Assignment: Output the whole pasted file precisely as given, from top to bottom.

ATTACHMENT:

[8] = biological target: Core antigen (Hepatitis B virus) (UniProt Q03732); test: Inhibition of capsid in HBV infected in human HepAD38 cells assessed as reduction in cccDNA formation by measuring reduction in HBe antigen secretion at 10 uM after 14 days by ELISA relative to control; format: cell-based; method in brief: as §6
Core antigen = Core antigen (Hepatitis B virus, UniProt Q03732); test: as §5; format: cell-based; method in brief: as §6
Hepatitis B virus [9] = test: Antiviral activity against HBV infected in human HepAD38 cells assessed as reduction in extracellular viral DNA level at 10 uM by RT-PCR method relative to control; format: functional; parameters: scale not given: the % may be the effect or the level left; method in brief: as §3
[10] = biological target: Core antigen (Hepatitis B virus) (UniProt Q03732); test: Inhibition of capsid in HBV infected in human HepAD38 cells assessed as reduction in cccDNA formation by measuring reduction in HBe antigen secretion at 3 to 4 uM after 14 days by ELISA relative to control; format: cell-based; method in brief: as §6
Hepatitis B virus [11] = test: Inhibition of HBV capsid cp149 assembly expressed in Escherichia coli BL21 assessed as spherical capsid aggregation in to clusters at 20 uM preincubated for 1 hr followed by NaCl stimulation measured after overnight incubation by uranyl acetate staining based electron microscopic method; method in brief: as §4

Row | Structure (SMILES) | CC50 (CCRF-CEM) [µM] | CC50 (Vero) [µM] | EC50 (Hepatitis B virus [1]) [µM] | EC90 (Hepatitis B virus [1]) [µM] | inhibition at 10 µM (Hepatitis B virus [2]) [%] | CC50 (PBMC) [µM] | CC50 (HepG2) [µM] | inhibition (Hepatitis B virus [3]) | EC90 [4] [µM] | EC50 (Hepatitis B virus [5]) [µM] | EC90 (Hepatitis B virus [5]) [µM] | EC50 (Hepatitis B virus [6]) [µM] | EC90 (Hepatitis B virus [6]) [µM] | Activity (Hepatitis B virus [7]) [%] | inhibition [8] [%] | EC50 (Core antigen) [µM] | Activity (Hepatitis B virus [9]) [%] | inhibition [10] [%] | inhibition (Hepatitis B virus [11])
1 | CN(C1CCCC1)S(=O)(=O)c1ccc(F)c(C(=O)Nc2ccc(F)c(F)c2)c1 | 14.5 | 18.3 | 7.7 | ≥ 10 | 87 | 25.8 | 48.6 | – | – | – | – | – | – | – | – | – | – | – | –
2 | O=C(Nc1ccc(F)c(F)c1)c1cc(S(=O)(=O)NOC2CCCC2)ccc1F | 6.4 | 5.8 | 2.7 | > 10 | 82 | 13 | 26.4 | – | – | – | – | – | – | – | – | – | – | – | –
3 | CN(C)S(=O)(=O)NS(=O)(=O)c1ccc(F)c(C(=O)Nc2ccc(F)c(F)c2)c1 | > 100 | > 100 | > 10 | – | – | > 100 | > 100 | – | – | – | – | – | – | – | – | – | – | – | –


[8] = biological target: Core antigen (Hepatitis B virus) (UniProt Q03732); test: Inhibition of capsid in HBV infected in human HepAD38 cells assessed as reduction in cccDNA formation by measuring reduction in HBe antigen secretion at 10 uM after 14 days by ELISA relative to control; format: cell-based; method in brief: as §6
Core antigen = Core antigen (Hepatitis B virus, UniProt Q03732); test: as §5; format: cell-based; method in brief: as §6
Hepatitis B virus [9] = test: Antiviral activity against HBV infected in human HepAD38 cells assessed as reduction in extracellular viral DNA level at 10 uM by RT-PCR method relative to control; format: functional; parameters: scale not given: the % may be the effect or the level left; method in brief: as §3
[10] = biological target: Core antigen (Hepatitis B virus) (UniProt Q03732); test: Inhibition of capsid in HBV infected in human HepAD38 cells assessed as reduction in cccDNA formation by measuring reduction in HBe antigen secretion at 3 to 4 uM after 14 days by ELISA relative to control; format: cell-based; method in brief: as §6
Hepatitis B virus [11] = test: Inhibition of HBV capsid cp149 assembly expressed in Escherichia coli BL21 assessed as spherical capsid aggregation in to clusters at 20 uM preincubated for 1 hr followed by NaCl stimulation measured after overnight incubation by uranyl acetate staining based electron microscopic method; method in brief: as §4

Row | Structure (SMILES) | CC50 (CCRF-CEM) [µM] | CC50 (Vero) [µM] | EC50 (Hepatitis B virus [1]) [µM] | EC90 (Hepatitis B virus [1]) [µM] | inhibition at 10 µM (Hepatitis B virus [2]) [%] | CC50 (PBMC) [µM] | CC50 (HepG2) [µM] | inhibition (Hepatitis B virus [3]) | EC90 [4] [µM] | EC50 (Hepatitis B virus [5]) [µM] | EC90 (Hepatitis B virus [5]) [µM] | EC50 (Hepatitis B virus [6]) [µM] | EC90 (Hepatitis B virus [6]) [µM] | Activity (Hepatitis B virus [7]) [%] | inhibition [8] [%] | EC50 (Core antigen) [µM] | Activity (Hepatitis B virus [9]) [%] | inhibition [10] [%] | inhibition (Hepatitis B virus [11])
1 | CN(C1CCCC1)S(=O)(=O)c1ccc(F)c(C(=O)Nc2ccc(F)c(F)c2)c1 | 14.5 | 18.3 | 7.7 | ≥ 10 | 87 | 25.8 | 48.6 | – | – | – | – | – | – | – | – | – | – | – | –
2 | O=C(Nc1ccc(F)c(F)c1)c1cc(S(=O)(=O)NOC2CCCC2)ccc1F | 6.4 | 5.8 | 2.7 | > 10 | 82 | 13 | 26.4 | – | – | – | – | – | – | – | – | – | – | – | –
3 | CN(C)S(=O)(=O)NS(=O)(=O)c1ccc(F)c(C(=O)Nc2ccc(F)c(F)c2)c1 | > 100 | > 100 | > 10 | – | – | > 100 | > 100 | – | – | – | – | – | – | – | – | – | – | – | –